Invasive Species Compendium

Detailed coverage of invasive species threatening livelihoods and the environment worldwide

Abstract

Microbiome of the southwestern Atlantic invasive scleractinian coral, Tubastraea tagusensis.

Abstract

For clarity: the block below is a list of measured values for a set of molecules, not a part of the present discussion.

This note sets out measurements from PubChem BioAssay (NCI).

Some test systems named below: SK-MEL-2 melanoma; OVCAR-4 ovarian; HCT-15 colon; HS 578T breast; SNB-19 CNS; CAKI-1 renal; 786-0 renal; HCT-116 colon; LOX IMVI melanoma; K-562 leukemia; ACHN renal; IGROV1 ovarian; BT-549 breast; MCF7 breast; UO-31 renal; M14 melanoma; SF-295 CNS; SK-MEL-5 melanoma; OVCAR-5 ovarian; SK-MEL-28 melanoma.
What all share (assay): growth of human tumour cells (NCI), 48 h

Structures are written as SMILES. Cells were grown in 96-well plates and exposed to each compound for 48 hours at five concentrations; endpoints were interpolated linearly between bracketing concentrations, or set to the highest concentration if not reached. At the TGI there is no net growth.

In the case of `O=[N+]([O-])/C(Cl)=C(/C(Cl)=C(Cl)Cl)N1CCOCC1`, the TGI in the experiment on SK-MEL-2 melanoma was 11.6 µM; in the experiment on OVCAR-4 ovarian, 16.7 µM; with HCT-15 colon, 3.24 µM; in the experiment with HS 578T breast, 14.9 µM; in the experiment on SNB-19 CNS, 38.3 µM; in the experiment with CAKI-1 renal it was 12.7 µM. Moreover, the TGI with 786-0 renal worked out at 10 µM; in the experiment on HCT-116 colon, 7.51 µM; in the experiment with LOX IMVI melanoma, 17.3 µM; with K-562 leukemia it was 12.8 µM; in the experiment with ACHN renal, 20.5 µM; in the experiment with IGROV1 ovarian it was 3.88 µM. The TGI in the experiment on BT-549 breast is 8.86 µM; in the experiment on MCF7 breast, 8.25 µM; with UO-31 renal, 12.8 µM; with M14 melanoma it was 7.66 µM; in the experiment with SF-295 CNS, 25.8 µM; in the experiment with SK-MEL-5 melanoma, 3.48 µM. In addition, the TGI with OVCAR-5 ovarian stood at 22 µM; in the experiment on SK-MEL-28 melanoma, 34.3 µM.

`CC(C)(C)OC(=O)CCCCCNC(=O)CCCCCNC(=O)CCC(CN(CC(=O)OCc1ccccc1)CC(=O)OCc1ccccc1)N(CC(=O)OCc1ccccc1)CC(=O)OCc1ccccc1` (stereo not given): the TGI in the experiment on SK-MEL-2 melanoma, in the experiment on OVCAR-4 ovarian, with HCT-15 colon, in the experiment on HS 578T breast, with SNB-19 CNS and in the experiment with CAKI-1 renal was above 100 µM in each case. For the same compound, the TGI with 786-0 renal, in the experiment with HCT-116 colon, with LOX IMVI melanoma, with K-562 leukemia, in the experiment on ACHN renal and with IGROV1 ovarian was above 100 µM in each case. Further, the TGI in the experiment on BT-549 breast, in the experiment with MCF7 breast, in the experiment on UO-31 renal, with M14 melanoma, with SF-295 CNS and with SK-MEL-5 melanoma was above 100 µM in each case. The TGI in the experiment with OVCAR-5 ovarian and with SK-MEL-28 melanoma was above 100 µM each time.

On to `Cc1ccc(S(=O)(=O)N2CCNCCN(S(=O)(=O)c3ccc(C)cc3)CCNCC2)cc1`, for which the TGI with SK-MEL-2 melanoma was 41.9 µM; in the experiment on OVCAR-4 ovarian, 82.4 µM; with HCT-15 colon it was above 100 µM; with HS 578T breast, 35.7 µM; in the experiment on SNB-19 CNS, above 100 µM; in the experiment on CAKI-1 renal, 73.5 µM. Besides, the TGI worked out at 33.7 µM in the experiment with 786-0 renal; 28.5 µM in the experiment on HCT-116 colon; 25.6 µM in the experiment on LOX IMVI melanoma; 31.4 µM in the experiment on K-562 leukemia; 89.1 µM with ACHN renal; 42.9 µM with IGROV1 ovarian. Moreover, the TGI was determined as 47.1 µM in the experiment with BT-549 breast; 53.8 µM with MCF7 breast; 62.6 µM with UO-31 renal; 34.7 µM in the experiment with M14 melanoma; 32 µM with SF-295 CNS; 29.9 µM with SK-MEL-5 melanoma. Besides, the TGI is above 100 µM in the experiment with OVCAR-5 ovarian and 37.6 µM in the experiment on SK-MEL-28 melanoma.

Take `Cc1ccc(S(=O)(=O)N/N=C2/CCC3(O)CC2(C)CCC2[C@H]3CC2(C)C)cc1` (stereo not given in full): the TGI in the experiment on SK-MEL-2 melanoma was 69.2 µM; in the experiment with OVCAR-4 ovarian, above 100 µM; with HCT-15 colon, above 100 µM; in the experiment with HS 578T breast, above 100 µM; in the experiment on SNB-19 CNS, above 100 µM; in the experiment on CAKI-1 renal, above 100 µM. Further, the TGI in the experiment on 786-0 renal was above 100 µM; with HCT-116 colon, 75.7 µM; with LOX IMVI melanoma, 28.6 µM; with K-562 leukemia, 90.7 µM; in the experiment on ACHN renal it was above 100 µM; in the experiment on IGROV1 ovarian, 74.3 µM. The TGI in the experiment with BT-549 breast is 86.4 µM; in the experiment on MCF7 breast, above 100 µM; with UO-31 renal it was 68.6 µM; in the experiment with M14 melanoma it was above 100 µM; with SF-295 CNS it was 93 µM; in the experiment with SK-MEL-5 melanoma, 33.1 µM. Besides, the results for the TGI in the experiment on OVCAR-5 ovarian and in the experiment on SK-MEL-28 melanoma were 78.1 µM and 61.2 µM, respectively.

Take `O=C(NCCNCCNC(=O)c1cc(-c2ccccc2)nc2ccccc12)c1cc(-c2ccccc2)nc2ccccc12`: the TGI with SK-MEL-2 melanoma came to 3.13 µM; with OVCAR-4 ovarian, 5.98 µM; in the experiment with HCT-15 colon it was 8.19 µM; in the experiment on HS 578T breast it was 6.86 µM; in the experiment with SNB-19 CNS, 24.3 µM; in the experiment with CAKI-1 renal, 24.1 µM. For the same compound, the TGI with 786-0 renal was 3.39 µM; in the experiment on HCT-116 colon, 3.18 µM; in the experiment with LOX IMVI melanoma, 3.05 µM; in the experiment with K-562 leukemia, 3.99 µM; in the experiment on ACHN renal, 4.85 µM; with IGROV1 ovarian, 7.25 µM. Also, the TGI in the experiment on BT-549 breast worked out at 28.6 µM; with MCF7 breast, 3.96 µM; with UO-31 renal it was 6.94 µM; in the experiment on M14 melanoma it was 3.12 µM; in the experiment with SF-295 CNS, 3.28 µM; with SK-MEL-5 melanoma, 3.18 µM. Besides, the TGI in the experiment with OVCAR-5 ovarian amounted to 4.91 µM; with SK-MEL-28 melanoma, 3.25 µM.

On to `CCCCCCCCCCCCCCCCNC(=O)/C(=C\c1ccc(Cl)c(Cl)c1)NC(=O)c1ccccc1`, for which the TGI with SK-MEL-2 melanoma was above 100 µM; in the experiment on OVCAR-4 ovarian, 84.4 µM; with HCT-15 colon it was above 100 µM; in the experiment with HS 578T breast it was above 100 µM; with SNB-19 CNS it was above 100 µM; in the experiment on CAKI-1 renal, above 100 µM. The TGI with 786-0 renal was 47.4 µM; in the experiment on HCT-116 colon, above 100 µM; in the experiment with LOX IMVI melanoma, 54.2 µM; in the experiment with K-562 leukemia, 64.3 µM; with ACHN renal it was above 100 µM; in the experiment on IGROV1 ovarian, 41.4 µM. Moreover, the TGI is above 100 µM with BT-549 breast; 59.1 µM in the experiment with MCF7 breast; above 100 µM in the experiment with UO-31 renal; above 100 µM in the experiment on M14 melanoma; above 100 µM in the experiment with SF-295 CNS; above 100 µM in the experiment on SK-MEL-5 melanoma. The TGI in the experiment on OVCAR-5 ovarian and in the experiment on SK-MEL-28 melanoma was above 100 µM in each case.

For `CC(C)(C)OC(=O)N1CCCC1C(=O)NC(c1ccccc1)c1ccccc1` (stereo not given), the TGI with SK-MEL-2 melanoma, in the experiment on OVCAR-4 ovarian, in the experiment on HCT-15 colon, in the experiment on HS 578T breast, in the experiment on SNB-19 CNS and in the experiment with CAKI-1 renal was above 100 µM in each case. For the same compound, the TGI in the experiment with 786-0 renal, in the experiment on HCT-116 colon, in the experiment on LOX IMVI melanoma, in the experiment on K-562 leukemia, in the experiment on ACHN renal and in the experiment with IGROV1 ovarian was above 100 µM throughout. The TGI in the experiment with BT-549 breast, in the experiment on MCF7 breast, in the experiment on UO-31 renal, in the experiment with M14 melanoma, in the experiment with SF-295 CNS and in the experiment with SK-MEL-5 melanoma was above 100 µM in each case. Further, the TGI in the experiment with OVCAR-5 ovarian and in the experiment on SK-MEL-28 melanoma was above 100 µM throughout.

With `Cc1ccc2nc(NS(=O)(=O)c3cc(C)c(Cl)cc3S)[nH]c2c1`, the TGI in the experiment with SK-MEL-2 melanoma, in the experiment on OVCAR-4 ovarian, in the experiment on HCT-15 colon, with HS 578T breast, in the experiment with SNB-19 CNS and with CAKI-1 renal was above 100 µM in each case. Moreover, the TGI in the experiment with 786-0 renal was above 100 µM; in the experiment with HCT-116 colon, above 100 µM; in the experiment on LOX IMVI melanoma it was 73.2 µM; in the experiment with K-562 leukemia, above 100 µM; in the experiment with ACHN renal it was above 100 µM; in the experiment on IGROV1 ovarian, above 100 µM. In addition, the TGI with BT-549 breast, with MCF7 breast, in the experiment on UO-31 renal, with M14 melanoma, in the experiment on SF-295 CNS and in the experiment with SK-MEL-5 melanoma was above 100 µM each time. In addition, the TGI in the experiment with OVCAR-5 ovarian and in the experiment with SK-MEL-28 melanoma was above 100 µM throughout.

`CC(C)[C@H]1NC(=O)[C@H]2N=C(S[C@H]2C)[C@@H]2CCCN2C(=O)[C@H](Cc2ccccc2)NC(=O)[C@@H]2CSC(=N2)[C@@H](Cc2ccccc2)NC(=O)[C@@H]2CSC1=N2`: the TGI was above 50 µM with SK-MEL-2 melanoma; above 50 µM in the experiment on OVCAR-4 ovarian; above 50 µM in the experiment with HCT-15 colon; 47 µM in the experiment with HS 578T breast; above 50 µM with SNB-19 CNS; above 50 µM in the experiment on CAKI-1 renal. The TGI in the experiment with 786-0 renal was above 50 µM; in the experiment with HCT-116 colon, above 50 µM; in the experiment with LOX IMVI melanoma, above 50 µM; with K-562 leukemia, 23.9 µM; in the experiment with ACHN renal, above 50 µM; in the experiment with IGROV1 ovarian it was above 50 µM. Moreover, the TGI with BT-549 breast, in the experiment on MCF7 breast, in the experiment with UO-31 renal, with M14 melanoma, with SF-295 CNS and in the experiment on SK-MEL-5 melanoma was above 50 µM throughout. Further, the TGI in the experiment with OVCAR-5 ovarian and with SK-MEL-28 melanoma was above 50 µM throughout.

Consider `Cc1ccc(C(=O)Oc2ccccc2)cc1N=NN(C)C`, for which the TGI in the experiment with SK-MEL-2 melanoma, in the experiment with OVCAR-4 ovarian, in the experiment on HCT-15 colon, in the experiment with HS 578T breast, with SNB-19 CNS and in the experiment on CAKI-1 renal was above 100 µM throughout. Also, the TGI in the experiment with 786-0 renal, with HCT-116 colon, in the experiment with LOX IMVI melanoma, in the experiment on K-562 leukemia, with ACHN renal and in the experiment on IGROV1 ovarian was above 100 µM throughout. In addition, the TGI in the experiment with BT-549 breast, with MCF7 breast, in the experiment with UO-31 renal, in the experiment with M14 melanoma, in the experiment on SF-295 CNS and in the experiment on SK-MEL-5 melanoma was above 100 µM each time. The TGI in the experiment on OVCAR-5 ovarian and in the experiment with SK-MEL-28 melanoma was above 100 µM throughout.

Background: Commonly known as sun-coral, Tubastraea tagusensis is an azooxanthellate scleractinian coral that successfully invaded the Southwestern Atlantic causing significant seascape changes. Today it is reported to over 3500 km along the Brazilian coast, with several rocky shores displaying high substrate coverage. Apart from its singular invasiveness capacity, the documentation and, therefore, understanding of the role of symbiotic microorganisms in the sun-coral invasion is still scarce. However, in general, the broad and constant relationship between corals and microorganisms led to the development of co-evolution hypotheses. As such, it has been shown that the microbial community responds to environmental factors, adjustment of the holobiont, adapting its microbiome, and improving the hosts' fitness in a short space of time. Here we describe the microbial community (i.e. Bacteria) associated with sun-coral larvae and adult colonies from a locality displaying a high invasion development. Results: The usage of high throughput sequencing indicates a great diversity of Bacteria associated with T. tagusensis, with Cyanobacteria, Proteobacteria, Bacteroidetes, Actinobacteria, Planctomycetes, and Firmicutes corresponding to the majority of the microbiome in all samples. However, T. tagusensis' microbial core consists of only eight genera for colonies, and, within them, three are also present in the sequenced larvae. Overall, the microbiome from colonies sampled at different depths did not show significant differences. The microbiome of the larvae suggests a partial vertical transfer of the microbial core in this species. Conclusion: Although diverse, the microbiome core of adult Tubastraea tagusensis is composed of only eight genera, of which three are transferred from the mother colony to their larvae. The remaining bacteria genera are acquired from the seawater, indicating that they might play a role in the host fitness and, therefore, facilitate the sun-coral invasion in the Southwestern Atlantic.